Summary: Researchers have uncovered what goes on in our brains when we are faced with the decision to take a risk or play it safe.
Is a bird in the hand worth two in the bush?
New research sheds light on what’s going on inside our heads as we decide whether to take a risk or play it safe. Scientists at Washington University School of Medicine in St. Louis located a region of the brain involved in decisions made under conditions of uncertainty, and identified some of the cells involved in the decision-making process.
The work, published July 27 in The Journal of Neuroscience, could lead to treatments for psychological and psychiatric disorders that involve misjudging risk, such as problem gambling and anxiety disorders.
“We know from human imaging studies that certain parts of the brain are more or less active in risk-seeking people, but the neural circuits involved are largely unknown,” said Ilya Monosov, PhD, an assistant professor of neuroscience and senior author on the study. “We found a population of value-coding neurons that are specifically suppressed when animals make a risky choice.”
Value-coding neurons are cells whose activity reflects the value of a stimulus – in this study, the more juice that was offered to a monkey, the bigger the neurons’ response. However, shortly before the subject made a risky choice, these neurons became suppressed.
The researchers also found a separate group of neurons that signal information about uncertainty after the choice but before the risky outcome.
As they go about their everyday lives, people often must choose between a safe option and a better, but riskier, option. Do you stay in a secure job or quit to start your own business? Do you keep $2 in your pocket or use the money to buy a lottery ticket?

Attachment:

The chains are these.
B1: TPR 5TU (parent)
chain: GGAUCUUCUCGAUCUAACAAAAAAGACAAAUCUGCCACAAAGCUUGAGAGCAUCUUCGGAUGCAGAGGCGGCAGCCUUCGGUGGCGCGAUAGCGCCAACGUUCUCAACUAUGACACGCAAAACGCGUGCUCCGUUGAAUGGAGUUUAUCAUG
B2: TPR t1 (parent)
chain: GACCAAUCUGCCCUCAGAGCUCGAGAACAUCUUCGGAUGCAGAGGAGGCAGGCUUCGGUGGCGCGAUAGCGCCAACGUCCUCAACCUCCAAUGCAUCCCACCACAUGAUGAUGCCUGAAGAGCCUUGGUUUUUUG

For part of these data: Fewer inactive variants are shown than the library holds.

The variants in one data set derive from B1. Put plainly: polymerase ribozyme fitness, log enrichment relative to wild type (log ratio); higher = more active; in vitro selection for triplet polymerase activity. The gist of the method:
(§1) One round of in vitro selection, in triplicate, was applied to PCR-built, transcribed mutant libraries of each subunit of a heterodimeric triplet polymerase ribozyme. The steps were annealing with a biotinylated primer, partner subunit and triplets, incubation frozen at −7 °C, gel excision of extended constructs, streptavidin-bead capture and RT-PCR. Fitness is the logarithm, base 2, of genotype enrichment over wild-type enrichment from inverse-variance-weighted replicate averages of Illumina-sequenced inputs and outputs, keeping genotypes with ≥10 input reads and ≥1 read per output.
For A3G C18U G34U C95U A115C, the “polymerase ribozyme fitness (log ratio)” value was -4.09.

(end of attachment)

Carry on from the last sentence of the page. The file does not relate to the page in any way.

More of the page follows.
When the system of evaluating risk goes awry, it can have a severe impact on people’s lives. Maladaptive risky behaviors are a feature of compulsive gambling, bipolar disorder and attention deficit hyperactivity disorder. People with anxiety, on the other hand, err too far on the side of caution.
To study the neuronal circuits of risk taking, Monosov and colleagues gave rhesus monkeys – whose brains are structured very similarly to ours – a choice between a small amount of juice or a 50-50 chance of receiving either double that amount of juice or nothing at all. Over time, the amount of juice received under either condition would be the same, but one option was safe and the other risky.
It turns out rhesus monkeys like to live on the edge. The monkeys chose the risky option more often than the safe option. Moreover, the researchers found that a group of value-coding neurons in a part of the brain called the ventral pallidum were selectively suppressed when monkeys chose a risky option over a safe one. The ventral pallidum plays an important role in controlling levels of dopamine – a molecule that transmits signals between neurons and makes us feel good.
“The ventral pallidum inhibits dopamine neurons, and suppression of this area during risky behavior may increase dopamine release,” said Monosov, who is also an adjunct professor of biomedical engineering.
The results of the study may fit with observations showing an increase in risky behavior among people who take drugs that increase dopamine – such as methamphetamine users and Parkinson’s disease patients treated with L-dopa.
The study also found neurons in a nearby brain area called the medial basal forebrain became most active after the monkeys made a risky choice but before they learned the outcome of their choice – juice or no juice. That part of the brain provides inputs to a wide network of cortical brain regions involved in learning and memory.
“It makes sense that choosing an uncertain option is an important part of learning,” Monosov said. “When people are uncertain, they are driven to resolve the uncertainty. They approach the uncertain option, explore it, and learn from the outcome of their actions.” Modulating the medial basal forebrain by uncertainty could promote or influence learning. However, this remains to be tested.